Community Meetings for Proposed Septic System Fees, Monitoring Draws Hundreds; Fall City location Changed

According to King County Councilmember Kathy Lambert, a series of community meetings to discuss a Septic System proposal from the Board of Health (BOH) that would require registration, an annual fee and regular inspection of septic tanks (to ensure they are not failing) have been so well-attended that the location of the Fall City meeting has been changed to a larger venue.

The Fall City meeting, scheduled on Tuesday, June 28th will now be held at Snoqualmie Valley Alliance Church,  36017 SE Fish Hatchery Road.  The meeting starts at 6:30PM.

The Maple Valley meeting on June 21st drew over 500 concerned residents and required the meeting be moved from a high school library to the gymnasium.

Lambert stated via community email that in addition to the meetings being well-attended, the septic system proposal is also drawing numerous emails from concerned residents.

Seattle and King County BOH is proposing that a system be set up to register each septic system, inspect it on a regular basis and add a yearly fee to tax bills of homes with septic systems. State law says septic systems must be inspected, but according to Lambert only 2% of septic owners in King County are in compliance.

The community septic system meeting is also a chance for residents to learn more about the state law that the is the driving force behind the need for the BOH septic proposal.

Lambert said the law, as well as the WAC (Washington Administrative Code), needs updating and re-evalution. Via email she stated, “We have the opportunity to change the tone to what should the law and Board code look like so that our water continues to always be  safe and deal with any specific problems.”

The Environmental Health Services Division (EHS) of Public Health said it currently doesn’t have the capacity to perform septic system inspections or proactively address problems before systems fail – and an unknown number of failing systems in King County contribute to surface and groundwater pollution of local waterways.

EHS said collaboration is needed to develop a “list of all systems, update Public Health’s King County Septic System Management Plan, and pursue sustainable funding for the implementation of the OSS (septic system) oversight plan.”

BOH would like the septic system proposal in place by July. Septic system inspections are required by state law, but currently the state lacks a sustainable funding source for the work. The proposed annual fee would be added to the property tax bill of property owners with septic systems.

Again, the Fall City Town Hall meeting happens Tuesday, June 28th at 6:30PM at Snoqualmie Valley Alliance Church in Fall City.



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  • There is already a septic tank inspection regulation in place today. Every time a septic tank is pumped (every 2 years or so) the septic tank is inspected and a report is sent to the county. We do not need more taxes and regulations.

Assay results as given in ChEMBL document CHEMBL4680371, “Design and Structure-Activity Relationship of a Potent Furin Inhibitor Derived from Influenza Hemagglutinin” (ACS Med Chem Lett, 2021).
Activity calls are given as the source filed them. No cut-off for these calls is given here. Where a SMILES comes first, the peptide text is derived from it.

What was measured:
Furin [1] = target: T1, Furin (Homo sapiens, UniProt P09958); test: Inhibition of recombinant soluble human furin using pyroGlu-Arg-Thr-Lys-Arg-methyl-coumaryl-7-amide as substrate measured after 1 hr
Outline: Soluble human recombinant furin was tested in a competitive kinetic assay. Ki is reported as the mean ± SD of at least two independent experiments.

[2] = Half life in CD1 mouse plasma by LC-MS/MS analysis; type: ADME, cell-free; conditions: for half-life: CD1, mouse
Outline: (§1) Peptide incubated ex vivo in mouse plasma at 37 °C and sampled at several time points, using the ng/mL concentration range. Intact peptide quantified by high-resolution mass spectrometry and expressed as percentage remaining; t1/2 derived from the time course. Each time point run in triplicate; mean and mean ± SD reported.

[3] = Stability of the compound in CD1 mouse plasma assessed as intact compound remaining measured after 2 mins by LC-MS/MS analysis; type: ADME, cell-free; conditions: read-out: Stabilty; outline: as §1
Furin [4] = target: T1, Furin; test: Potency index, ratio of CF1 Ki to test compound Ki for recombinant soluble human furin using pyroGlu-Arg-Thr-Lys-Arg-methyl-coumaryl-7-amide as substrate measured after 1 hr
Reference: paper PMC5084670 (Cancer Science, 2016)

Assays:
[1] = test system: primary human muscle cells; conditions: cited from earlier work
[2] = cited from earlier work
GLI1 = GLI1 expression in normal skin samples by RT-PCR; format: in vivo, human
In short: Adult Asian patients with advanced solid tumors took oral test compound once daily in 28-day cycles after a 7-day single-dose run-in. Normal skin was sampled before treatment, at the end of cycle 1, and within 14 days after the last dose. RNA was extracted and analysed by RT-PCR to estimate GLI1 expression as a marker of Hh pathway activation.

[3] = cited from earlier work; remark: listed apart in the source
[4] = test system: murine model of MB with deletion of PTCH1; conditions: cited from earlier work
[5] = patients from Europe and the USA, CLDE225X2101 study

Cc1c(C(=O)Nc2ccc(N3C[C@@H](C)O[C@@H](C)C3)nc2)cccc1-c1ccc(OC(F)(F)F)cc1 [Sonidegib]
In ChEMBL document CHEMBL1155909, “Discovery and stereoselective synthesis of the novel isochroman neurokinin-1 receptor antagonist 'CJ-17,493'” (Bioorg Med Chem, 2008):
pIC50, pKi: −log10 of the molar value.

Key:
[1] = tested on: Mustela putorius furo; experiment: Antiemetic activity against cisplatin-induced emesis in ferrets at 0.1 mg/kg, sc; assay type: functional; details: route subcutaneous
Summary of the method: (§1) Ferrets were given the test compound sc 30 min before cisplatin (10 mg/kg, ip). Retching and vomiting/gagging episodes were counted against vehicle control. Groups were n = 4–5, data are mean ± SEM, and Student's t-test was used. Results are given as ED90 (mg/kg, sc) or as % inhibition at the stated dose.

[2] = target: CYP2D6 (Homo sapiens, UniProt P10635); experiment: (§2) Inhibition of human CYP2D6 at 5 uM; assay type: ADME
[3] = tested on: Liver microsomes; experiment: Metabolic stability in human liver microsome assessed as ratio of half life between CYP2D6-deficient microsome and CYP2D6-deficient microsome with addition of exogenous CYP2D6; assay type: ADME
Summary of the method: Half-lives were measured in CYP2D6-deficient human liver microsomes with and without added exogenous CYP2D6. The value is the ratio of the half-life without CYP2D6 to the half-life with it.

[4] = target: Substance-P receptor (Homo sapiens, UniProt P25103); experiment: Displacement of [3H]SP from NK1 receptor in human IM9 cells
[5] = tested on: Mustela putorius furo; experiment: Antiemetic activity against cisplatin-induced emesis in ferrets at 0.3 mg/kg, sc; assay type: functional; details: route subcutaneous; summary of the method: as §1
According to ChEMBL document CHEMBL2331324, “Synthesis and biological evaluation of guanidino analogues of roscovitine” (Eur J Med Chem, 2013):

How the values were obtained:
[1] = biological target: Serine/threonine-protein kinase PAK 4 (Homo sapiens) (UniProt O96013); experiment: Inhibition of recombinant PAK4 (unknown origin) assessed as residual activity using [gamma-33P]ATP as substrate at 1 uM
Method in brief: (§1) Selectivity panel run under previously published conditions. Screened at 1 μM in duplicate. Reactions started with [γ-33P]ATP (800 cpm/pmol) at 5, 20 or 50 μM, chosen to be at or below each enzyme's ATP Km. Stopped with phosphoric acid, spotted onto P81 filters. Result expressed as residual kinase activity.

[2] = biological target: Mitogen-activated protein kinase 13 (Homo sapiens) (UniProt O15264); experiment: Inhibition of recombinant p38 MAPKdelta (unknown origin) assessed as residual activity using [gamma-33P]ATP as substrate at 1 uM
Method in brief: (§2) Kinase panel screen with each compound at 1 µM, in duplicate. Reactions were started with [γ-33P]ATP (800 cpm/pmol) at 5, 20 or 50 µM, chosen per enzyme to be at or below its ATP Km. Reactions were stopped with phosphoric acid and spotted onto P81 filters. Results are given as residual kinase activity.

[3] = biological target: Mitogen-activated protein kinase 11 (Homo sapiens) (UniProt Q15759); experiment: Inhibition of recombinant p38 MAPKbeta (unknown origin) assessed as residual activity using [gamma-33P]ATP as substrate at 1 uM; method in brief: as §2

The pollution of Puget sound is driving this and the regulations are being made by individuals who are not on septic systems.

    The success of the new monitoring system will be be measured by how many systems they find that are not in compliance rather than looking at the current water quality numbers as a benchmark and looking yearly to see if the program is having a positive influence on the water quality.

    Currently the thinking is that those near waterways will be charged a greater fee than those farther away. This does not take into consideration the number of people the system is serving. A single person likely will not tax a septic system as much as home with eight individuals. I also am not sure a geologist would agree that proximity to a waterway is necessarily the only factor to the sewage pollution. There is a lot of development above aquifers that may discharge into larger watersheds just as readily.

    Something must be done to protect our Puget Sound but I am reluctant to endorse the government instituting a new division to monitor our wastewater. My reluctance stems from a concern that the inspection fees and number of enforcers will start small and quickly increase until having a septic system is an unbearable burden for the homeowner.

    If there has to be a fee structure, I would like to see it based on the number of individuals using the system rather than geographic location. Especially on systems that already meet the current code.

    Finally, this is just the beginning of addressing the Puget Sound Pollution problem, we will likely see the use of domestic fertilizers, pesticides, weed control, also farming and other occupations all come under the jurisdiction of King County board of Health as they seek ways to address the problem.

  • They dropped the current proposal. But they’ll be back seeking fees for something. This isn’t about health, it’s about money and building publicly funded empires filled with paper shuffling, box checking drones.

    1. If it’s like what is allowed in the Snoqualmie River – it has to be treated first to very strict specifications before it’s allowed into the river.

  • Living Snoqualmie